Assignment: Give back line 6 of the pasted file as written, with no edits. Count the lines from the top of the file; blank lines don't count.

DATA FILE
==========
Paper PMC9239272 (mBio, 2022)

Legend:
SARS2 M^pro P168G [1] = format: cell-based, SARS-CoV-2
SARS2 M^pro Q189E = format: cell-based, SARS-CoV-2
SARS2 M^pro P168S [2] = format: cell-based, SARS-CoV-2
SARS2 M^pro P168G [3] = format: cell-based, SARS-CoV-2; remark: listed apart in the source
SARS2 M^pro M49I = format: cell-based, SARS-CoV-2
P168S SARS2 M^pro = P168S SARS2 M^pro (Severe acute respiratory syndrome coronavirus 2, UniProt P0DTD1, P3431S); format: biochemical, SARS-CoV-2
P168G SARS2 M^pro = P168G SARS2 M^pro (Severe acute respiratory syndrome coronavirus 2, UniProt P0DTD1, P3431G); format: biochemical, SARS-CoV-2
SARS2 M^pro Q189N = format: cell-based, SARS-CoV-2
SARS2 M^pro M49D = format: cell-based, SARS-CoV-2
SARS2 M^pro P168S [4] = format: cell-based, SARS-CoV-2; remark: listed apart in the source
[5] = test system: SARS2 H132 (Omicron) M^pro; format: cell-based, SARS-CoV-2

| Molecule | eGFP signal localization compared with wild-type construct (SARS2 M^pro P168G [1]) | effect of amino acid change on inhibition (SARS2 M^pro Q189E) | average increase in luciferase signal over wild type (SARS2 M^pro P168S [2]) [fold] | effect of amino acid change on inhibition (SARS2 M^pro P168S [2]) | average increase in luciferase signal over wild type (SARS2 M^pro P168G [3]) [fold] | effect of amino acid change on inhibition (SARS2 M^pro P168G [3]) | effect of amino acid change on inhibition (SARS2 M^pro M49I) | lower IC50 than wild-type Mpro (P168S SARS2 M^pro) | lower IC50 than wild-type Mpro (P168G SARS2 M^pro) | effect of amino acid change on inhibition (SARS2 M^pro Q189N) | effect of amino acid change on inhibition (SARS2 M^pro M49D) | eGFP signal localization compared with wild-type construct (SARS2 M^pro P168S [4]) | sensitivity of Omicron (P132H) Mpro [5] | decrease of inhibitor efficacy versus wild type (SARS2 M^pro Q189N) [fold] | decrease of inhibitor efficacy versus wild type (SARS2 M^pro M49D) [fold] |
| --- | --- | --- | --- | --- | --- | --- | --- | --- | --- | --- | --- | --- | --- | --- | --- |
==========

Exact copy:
SARS2 M^pro P168G [3] = format: cell-based, SARS-CoV-2; remark: listed apart in the source